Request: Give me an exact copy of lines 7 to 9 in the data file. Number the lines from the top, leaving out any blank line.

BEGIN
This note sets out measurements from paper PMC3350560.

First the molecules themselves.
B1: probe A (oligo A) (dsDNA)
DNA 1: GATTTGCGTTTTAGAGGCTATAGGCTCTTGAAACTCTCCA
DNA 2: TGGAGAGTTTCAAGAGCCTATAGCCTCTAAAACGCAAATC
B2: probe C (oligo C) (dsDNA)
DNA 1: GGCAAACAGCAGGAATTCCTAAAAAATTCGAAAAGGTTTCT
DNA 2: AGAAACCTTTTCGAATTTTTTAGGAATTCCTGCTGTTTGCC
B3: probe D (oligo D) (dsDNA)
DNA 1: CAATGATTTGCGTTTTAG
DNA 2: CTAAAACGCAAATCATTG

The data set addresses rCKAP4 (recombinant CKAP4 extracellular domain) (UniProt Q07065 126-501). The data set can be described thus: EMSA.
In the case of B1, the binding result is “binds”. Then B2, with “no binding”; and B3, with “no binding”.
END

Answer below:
DNA 1: GGCAAACAGCAGGAATTCCTAAAAAATTCGAAAAGGTTTCT
DNA 2: AGAAACCTTTTCGAATTTTTTAGGAATTCCTGCTGTTTGCC
B3: probe D (oligo D) (dsDNA)